These are quick and easy blocks - I actually found that picking the fabrics took longer than making them!  But if, like me, you are short on time, you may find that you don't have time to make enough for a whole quilt - and now you'll find out about that two-for-one I talked about....

With only four blocks and the need to have a quilt top to show off this week, I had to do some quick thinking.  Looking in my stash, I found a fun piece of material that had been sitting there for too long.  The colors looked wonderful with the four economy blocks I had made already, so I decided on a quick fix.

Bordering the blocks with some teal (that I also had in my stash) to set them off a bit, I appliquéd them to this piece, because I couldn't figure out a way to piece them in and maintain the symmetry of the background.  With a different piece, it would have been simpler to piece them in, but oh well!

Then it was on to borders to make it large enough for a top.  I had several options in my stash (hooray for stash!)...

 ...and in the end, simple won out.  If you had a different preference, have no fear!  I will be using one or the other of the prints on the back once this is turned into a quilt.


Simple, but effective!  Quick, too, plus it has the advantage of using up both scraps and stash.  You could also use this technique with some of those orphan blocks we all have stashed away - that quilt you started, then found out you absolutely hated making the blocks?  Or the UFO you have tucked away and have fallen out of love with.  Whatever your story, I bet you've got something you could use this technique on to make a quilt that will bring love and comfort to someone in need!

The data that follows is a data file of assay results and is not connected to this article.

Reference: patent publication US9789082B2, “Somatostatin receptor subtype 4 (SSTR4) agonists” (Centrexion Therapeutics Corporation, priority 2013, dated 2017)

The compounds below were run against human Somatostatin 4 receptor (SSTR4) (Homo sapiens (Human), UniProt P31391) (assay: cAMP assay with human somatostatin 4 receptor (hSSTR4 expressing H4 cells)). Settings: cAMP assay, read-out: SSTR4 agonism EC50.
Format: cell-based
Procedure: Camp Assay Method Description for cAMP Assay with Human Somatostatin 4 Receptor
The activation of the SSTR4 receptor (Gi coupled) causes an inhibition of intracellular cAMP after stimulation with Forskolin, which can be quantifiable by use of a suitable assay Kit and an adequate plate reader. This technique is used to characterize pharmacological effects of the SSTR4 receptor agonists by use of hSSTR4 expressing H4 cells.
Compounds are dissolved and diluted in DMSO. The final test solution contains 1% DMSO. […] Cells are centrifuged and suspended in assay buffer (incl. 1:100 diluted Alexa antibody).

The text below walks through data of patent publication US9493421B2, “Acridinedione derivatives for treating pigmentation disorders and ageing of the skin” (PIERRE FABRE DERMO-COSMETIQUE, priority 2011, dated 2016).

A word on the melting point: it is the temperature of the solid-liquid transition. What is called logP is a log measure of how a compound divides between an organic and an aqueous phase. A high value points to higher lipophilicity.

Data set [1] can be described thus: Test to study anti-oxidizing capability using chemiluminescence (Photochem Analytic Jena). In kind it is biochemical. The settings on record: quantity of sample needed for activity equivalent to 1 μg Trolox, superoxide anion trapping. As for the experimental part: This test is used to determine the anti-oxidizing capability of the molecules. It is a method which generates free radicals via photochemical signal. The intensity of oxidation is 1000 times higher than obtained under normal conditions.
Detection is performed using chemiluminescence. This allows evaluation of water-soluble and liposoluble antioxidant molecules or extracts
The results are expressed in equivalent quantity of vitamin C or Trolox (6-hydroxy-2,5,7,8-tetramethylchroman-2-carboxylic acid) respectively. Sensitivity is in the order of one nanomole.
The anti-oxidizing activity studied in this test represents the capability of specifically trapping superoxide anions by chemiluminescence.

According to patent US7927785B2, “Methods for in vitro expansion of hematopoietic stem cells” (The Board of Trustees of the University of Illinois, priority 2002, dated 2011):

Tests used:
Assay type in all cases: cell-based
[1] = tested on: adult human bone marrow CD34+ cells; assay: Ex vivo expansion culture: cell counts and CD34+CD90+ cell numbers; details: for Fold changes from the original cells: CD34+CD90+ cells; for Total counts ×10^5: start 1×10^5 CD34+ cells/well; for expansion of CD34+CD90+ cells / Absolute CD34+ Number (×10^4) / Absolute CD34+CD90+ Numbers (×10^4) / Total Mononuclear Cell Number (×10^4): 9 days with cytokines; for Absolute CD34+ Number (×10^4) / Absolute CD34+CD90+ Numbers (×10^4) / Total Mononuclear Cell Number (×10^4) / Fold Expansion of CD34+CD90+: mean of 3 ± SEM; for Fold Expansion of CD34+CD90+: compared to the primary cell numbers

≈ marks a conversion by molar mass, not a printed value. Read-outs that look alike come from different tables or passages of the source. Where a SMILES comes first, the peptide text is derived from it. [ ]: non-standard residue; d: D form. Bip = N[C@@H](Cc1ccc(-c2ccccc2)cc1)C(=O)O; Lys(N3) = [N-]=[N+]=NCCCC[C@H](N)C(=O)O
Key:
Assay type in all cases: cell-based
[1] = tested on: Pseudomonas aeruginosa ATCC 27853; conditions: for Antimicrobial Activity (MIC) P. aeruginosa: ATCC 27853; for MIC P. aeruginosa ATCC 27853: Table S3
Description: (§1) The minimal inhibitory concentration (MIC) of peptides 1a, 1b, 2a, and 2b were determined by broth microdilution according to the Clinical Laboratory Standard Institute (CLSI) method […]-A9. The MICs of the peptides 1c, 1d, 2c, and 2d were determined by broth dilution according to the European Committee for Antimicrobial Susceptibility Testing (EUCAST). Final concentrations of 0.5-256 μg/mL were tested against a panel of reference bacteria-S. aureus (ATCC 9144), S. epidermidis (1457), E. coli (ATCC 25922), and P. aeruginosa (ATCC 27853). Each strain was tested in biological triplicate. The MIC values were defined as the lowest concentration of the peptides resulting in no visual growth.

FYI, this quilt finished up at about 56" x 60" - perfect lap size!

So that's this week's two-for-one tutorial!  Many thanks to Amy Smart of Diary of a Quilter for teaching me how to make a great and easy economy block in her tutorial - I don't know what I would have done without Amy this year!  

Now tell me - what blocks have you got stashed away that you could turn into a quick comfort quilt?




  1. Thank you Sarah. This is great! I love that you showed all the "Mathy" measuring stuff. When I have to figure it out on my own, it usually adds more frown lines to my face.

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  3. Sweet! I love the economy block...and that circle fabric too :-)

  4. What a fantastic idea for making a quick quilt! Love it!

  5. Awesome solution for a fast finish, Sarah!!

  6. OK, tell me why this idea has never occurred to me?? So simple and brilliant! I happen to have not one, not two, but THREE little groups of blocks sewn together into pieces not large enough for an entire quilt. Giant borders are the answer!! Thank you thank you!! :)

  7. Good use of aqua blue, white and dark shades. Thanks for the detailed instruction. There were helpful and I could follow each step. Using up trash fabrics this way is quite creative. Avoid so much waste from home and they are put to good use. Will wait for more useful tips.

  8. I love to stitch and keep trying a lot of crafts using fabric. I came across your blog and was impressed to see your creativity. Some of my students have even started to work on your crafts. They enjoy doing crafts work. Keep posting more craftwork.